Draft Stephens Co. Land Use Plan Ready to Go

The Stephens County Land Use Regulations Committee completes its work.

Committee Spokesperson Cynthia Brown said the committee has settled on a draft land use plan that will be given to the county commission for its consideration.

Brown said that the committee is excited to complete the mission it was given.

“The regulations are simple,” said Brown.  “They are easy to understand.  There are no hidden agendas.  They cover every aspect of business, industry, agricultural, and residential issues in the community.”

The committee met Tuesday and finished reviewing changes recommended by the Carl Vinson Institute of Government and attorneys.

Brown said everyone on the committee had input into the proposal and while there was no formal vote taken, the committee is in agreement to send their plan forward.

“We have come to a consensus based on the people listening around the table, the input, and what we feel like the implications will be for the future,” said Brown.

Also during Tuesday’s meeting, the committee continued discussing the possible make up of a Planning Commission that would deal with the ordinance if it is approved and make rulings on issues brought forward by property owners in relation to the rules.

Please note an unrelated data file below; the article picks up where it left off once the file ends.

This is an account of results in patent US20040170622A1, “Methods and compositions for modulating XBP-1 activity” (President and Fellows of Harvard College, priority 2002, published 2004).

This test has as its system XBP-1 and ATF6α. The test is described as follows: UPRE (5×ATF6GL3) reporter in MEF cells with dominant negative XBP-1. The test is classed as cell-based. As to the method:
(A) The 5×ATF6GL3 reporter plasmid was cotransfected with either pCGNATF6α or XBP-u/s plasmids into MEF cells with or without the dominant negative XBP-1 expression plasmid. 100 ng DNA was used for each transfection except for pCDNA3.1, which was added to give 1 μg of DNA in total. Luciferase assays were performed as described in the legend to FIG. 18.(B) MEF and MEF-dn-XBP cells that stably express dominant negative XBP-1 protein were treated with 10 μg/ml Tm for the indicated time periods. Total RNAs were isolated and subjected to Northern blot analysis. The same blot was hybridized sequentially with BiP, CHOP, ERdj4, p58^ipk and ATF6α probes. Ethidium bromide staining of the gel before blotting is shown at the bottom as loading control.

Brown said that the committee feels a five-member Planning Commission would be beneficial, but adds that could be changed.

“There is nothing magical about it (the number five), but we felt like that was enough,” said Brown.

With a draft plan now ready, Stephens County Administrator Phyllis Ayers has said that the public will have chances to sit down and look at the plan and how it will affect their property prior to the commission taking a final vote on whether or not to adopt it.

Brown said it is important to note that existing property owners whose property is proposed to be designated something other than its current use will not have to change simply because of the plan.

“Until the property changes hands, nothing will change,” said Brown.

She also noted that variances could be granted in the future by a Planning Commission, depending on the circumstances.

Overall, Brown said the committee feels the plan it is putting forward accomplishes the goal of protecting current and future property owners.

“This just gives us protection from certain elements that would perhaps be detrimental community,” said Brown.  “In order for someone to invest in StephensCounty, they have to know that their investment is protected.”

Ayers has said that action on the proposal is possible by the end of the first quarter of 2014.